The Mother was the antithesis to The Scientist. While he was confident in his assertions, she would almost always begin her comments with a statement like “Well, I’m clueless and don’t know anything about anything but…”. And for every carefully calculated argument The Scientist made, The Mother would go on an impulsive rant that seldom answered any question about the chaos that was (and is) American politics. In the heat of a discussion about immigration she raised her hand timidly and talked about how one thing she could be sure of, was that the president was an honest man, and that he was a real go getter who said and did things the way he wanted to do them. She respected him for that. The Mother would then admit to not knowing anything about policy, but that in her heart and soul she felt she had to say what she had just said. After that, she’d continue and talk about how she was Mexican, a stay at home mom who where she was from (Idaho) people would look at her like a psychopath for admitting her admiration of the president. The room would go silent after such remarks before the moderator would pull the conversation back to the topic at hand and this would happen plenty times over the course of the weekend. The Mother was a wide built woman with a round face. She wore beautiful floral dresses that popped with color like the red of her lipstick and turquoise of her jewelry. The colors of her clothes and accessories did well to draw attention away from the gray of her curly hair. The grey of her hair suited her however, and it even brought comfort to The Student, who she’d talk to during breakfast and dinners like he was of her own kin. “So, you’re going to school?” she’d ask, and when he’d say yes, she’d follow with “Oh, that’s very good mijo, it’s that you go to school and get a good job”. In all her tangents, it became clear that above all, she wanted to show everyone that what she valued most was family, love, and God.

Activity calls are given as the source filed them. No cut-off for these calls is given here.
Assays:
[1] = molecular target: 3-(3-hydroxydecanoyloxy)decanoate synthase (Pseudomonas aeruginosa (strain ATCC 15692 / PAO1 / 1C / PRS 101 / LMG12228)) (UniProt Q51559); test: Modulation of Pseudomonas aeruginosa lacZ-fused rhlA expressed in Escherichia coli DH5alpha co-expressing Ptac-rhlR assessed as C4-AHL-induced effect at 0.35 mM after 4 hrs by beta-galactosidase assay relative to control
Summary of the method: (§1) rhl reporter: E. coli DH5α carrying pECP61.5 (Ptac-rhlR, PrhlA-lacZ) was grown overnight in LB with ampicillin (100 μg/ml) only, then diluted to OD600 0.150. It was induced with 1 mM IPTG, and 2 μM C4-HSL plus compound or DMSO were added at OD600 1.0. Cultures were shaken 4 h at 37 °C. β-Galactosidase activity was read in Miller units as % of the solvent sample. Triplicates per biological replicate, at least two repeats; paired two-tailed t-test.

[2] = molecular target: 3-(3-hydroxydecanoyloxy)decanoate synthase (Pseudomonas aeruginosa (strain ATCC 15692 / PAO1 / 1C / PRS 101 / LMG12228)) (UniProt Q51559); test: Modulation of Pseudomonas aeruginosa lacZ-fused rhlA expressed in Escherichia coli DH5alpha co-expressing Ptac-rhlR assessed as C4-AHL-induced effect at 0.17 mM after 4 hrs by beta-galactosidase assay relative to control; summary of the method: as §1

The Wife of Preacher